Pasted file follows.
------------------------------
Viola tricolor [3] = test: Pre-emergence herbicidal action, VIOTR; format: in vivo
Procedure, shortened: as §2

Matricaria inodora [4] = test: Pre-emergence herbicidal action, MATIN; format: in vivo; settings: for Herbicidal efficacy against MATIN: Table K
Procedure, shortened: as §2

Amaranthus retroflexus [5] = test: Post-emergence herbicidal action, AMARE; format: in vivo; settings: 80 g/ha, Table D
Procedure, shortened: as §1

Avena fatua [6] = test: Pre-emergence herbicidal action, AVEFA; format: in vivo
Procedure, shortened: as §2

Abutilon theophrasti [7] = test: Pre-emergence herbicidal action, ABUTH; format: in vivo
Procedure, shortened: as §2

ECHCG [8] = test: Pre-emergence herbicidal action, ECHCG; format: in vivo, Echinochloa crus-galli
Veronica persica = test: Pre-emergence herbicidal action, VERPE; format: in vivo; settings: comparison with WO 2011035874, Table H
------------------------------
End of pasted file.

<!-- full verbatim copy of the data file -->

Viola tricolor [3] = test: Pre-emergence herbicidal action, VIOTR; format: in vivo
Procedure, shortened: as §2

Matricaria inodora [4] = test: Pre-emergence herbicidal action, MATIN; format: in vivo; settings: for Herbicidal efficacy against MATIN: Table K
Procedure, shortened: as §2

Amaranthus retroflexus [5] = test: Post-emergence herbicidal action, AMARE; format: in vivo; settings: 80 g/ha, Table D
Procedure, shortened: as §1

Avena fatua [6] = test: Pre-emergence herbicidal action, AVEFA; format: in vivo
Procedure, shortened: as §2

Abutilon theophrasti [7] = test: Pre-emergence herbicidal action, ABUTH; format: in vivo
Procedure, shortened: as §2

ECHCG [8] = test: Pre-emergence herbicidal action, ECHCG; format: in vivo, Echinochloa crus-galli
Veronica persica = test: Pre-emergence herbicidal action, VERPE; format: in vivo; settings: comparison with WO 2011035874, Table H